FOUNDATIONS OF WESTERN POLITICS AND LAW
Semester One, 2013
Wed. 10-11am and Fri. 10-11am, 260-115, OGGB
Dr. Kathy Smits (Course convenor)
1-11 Short St., Floor 8, Room 843
Phone: 373 7599, ext. 87576
Office hours: Wednesday and Friday, 2-3pm and by appointment
Professor John Morrow
Rees Skiff (coordinating tutor)
Contact details for tutors TBA
Course Description and Rationale
When we think about political issues, either in the classroom or the wider public world, we are using and referring to a range of ideas about politics, which have been developed in the western political tradition since the ancient Greeks. The fundamental questions we ask about politics – how should society be governed, what is justice and how should it be implemented between individuals, groups and states, where should the distinction between public and private life fall – are all questions which have been defined for us by thinkers in a historical tradition in which we are the latest participants. The ways in which we ask and answer these questions, and what counts as relevant and important to us in doing so depend upon our own social and historical position as readers and thinkers, as well as on the ways in which these concepts have been discussed in the past. In this course, we will focus on the relationship between individuals and the state, the meanings of justice, liberty and equality, the basis of democracy, the rights of women, and the limits to political authority and rights of resistance.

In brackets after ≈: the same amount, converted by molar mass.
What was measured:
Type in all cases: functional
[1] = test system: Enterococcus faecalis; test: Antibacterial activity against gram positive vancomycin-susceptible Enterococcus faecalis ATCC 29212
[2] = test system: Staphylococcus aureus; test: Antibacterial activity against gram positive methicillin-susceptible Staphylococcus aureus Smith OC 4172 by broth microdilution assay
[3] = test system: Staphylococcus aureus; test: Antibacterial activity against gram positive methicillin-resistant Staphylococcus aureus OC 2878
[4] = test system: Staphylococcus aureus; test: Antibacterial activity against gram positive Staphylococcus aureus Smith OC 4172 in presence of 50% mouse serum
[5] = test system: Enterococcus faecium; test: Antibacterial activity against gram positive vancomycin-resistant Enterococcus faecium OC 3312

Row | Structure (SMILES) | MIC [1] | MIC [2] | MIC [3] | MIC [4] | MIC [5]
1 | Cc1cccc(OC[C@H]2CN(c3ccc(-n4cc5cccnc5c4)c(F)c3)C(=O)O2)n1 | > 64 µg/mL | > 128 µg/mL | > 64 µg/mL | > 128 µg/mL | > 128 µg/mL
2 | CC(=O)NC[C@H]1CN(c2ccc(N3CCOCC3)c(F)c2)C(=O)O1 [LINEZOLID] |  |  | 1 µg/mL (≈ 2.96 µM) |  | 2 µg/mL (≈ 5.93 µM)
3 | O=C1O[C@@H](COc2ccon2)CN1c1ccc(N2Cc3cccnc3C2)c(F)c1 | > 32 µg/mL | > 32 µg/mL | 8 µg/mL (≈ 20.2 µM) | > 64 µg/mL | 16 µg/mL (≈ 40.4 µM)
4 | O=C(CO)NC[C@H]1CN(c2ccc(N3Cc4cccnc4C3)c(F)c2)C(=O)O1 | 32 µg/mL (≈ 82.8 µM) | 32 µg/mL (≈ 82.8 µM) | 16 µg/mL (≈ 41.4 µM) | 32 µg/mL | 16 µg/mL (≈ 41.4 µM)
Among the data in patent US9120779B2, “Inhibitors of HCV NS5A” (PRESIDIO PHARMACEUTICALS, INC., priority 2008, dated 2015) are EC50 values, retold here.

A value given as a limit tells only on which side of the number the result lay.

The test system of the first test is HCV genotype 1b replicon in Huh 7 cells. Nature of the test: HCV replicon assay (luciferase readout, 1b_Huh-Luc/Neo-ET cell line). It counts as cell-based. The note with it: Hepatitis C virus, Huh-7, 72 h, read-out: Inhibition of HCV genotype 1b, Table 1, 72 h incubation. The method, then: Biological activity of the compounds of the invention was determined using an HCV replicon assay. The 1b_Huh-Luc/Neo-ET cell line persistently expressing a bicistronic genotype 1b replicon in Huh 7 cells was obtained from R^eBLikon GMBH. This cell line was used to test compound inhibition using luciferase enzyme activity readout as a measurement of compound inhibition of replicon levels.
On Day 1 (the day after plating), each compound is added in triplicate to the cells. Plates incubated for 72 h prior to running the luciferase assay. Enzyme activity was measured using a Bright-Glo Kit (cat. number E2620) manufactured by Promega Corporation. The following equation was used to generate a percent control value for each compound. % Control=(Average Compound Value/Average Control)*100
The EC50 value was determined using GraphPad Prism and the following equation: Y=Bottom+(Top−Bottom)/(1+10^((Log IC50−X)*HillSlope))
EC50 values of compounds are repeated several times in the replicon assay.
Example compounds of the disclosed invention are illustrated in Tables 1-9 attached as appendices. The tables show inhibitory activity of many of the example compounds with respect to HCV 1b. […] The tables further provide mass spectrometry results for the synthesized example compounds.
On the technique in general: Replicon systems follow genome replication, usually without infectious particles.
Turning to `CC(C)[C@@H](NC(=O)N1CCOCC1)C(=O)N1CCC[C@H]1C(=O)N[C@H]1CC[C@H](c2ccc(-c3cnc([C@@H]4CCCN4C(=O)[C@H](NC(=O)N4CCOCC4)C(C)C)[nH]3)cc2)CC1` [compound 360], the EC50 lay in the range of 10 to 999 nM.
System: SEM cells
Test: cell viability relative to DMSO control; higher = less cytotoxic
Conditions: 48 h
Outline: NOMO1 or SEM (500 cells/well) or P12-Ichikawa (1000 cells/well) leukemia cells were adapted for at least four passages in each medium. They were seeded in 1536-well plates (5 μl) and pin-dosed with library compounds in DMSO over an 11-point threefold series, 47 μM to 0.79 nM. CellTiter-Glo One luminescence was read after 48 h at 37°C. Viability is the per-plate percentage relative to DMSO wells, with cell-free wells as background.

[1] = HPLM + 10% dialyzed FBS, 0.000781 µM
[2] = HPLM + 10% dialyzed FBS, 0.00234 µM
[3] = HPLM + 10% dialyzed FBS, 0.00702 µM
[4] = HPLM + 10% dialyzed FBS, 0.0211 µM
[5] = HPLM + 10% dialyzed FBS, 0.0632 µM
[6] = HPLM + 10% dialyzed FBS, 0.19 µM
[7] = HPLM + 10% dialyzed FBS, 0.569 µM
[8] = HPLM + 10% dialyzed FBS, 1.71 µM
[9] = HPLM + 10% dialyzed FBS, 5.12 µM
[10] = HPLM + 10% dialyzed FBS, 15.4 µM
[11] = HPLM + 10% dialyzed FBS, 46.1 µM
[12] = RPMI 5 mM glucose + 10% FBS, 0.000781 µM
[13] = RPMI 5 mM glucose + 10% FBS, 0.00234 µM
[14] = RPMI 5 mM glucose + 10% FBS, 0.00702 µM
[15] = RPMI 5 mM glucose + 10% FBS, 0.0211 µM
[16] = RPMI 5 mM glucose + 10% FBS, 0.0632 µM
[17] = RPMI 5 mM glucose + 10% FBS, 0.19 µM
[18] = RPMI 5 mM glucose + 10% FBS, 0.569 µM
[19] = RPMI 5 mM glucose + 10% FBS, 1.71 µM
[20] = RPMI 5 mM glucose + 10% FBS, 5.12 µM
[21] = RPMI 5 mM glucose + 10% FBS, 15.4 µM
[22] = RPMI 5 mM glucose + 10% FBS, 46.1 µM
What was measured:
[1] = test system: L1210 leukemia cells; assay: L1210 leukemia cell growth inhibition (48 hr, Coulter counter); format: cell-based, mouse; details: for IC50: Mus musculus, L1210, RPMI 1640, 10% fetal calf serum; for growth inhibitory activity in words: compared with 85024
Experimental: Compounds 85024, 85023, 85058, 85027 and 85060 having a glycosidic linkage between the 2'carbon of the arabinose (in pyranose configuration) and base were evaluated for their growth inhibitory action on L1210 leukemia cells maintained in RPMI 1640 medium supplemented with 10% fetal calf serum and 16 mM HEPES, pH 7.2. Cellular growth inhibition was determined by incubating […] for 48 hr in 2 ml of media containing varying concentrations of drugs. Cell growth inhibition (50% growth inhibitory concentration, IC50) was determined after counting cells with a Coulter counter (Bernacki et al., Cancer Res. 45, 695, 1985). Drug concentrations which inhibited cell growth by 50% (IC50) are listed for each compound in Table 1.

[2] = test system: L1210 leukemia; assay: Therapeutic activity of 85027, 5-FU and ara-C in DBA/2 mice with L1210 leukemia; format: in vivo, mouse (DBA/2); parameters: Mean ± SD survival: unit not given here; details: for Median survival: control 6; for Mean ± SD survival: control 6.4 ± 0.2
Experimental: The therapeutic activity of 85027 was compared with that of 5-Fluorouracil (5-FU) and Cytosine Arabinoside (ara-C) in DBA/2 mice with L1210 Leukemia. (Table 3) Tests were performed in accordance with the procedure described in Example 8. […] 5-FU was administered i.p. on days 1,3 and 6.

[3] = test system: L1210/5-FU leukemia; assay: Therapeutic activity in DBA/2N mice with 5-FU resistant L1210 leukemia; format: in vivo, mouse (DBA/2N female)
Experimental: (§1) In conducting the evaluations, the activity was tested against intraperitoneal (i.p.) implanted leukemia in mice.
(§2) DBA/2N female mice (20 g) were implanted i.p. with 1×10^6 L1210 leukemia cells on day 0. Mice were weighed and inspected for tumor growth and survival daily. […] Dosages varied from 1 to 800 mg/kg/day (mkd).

This course has 5 principal objectives. By the end of the course, you should:
1.Be familiar with the main patterns in the development of western political thinking up until the 20th century
2.Have the skills required to read and...